This myth originated in 1997 when an article was published by a British surgeon named Andrew Wakefield. A medical journal, The Lancet, published the article directing the increased chance of autism in children towards one specific vaccine, the Measles, Mumps, and Rhubella vaccine (MMR).

The good news is that this article has since been discredited due to multiple procedural errors, ethical violations, and concealed financial conflicts of interest (sounds like a kickback deal to me!). Dr. Wakefield also lost his medical license and the paper was removed from The Lancet.

The bad news is that this article was taken very seriously by the medical community, causing many other major studies to be conducted eventually leading to the discovery that there was no actual link between any vaccine and the likelihood of children developing autism from administration of said vaccine.

The true cause of autism continues to remain a mystery but to the disprove of this myth, several studies have identified symptoms of autism in children well before they are ever given the MMR vaccine.

Myth 2: Children’s immune systems cannot handle so many vaccinations

Children are, in most cases, are a lot more resilient than most parents think (myself included) and this goes for their immune systems as well. For example, based on the amount of antibodies present in the blood of an infant, they would have the ability to respond to around 10,000 vaccines at one time. The CDC recommends 14 scheduled vaccines and even if a baby received all of those vaccines at once, it would only use up about 0.1% of their immune system (Not to mention I would never be able to sit through my babies getting 14 injections at once!). The notion that a child’s immune system “can’t handle” vaccinations is a little far fetched because scientists believe an “immune system capacity” is purely theoretical.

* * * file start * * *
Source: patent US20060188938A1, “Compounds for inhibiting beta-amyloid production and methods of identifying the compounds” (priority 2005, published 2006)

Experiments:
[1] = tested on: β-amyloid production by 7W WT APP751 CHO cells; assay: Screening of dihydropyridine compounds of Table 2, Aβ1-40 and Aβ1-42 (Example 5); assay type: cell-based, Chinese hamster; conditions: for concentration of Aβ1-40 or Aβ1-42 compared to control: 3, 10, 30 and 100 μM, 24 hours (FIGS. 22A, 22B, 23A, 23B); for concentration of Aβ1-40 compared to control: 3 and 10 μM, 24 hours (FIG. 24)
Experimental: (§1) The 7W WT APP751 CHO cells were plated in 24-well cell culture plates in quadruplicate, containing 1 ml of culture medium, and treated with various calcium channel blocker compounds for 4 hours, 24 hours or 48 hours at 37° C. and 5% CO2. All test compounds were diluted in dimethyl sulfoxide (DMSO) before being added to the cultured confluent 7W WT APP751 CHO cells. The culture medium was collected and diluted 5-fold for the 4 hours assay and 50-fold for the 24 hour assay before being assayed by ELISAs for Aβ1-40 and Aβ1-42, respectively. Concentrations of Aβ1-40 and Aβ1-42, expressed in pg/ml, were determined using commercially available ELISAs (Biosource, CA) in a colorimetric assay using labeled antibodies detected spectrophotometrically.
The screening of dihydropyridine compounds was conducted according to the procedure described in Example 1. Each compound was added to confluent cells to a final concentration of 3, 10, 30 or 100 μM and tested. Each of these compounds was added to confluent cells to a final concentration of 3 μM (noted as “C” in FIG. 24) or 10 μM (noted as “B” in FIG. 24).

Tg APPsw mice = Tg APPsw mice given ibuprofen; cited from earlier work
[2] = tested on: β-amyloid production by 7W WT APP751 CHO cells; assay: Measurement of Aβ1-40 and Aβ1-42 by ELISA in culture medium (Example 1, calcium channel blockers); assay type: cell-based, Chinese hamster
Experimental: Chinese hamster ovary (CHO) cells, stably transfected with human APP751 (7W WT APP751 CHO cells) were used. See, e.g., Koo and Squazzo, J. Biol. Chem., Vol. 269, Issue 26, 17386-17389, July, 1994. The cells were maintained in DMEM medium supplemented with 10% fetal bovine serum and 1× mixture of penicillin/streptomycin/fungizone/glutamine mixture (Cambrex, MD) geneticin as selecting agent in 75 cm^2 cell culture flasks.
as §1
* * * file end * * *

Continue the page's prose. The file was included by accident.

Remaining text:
Myth 3: Vaccinating your child isn’t worth the risk

As a parent, I can completely understand wanting the best for your child and even when it comes to giving my boys Tylenol, I try to avoid it unless absolutely necessary but when it comes to vaccinations, children have been successfully vaccinated for a long time so I am personally confident that there aren’t any quantifiable risks.

When it comes to immediate danger of vaccines, speaking in terms of serious side effects or allergic reactions, the incidence of death are so rare they can’t even be calculated. For example, there was only one death reported to the CDC between 1990-1992 that was caused directly from a vaccine. The chances of a severe allergic reaction directly related to a vaccine is around one in every one to two million injections.

Myth 4: Why vaccinate against diseases/infections that aren’t around anymore?

I have heard this one a lot, “Why should I vaccinate my children against diseases that haven’t been around for years”? What they don’t realize is that thanks to Community Immunity, as long as a large portion of a community is immunized against a contagious disease, most members of that community will be protected against that disease because there is very little opportunity for an outbreak.

As far as specific diseases/infections not being around anymore, the CDC warns that international travel is rapidly growing, so even if a disease is not a threat in the United States, it can very well be common in another country. If an individual were to bring in a disease from another country, someone who has not been vaccinated will be at a much greater risk of contracting said disease.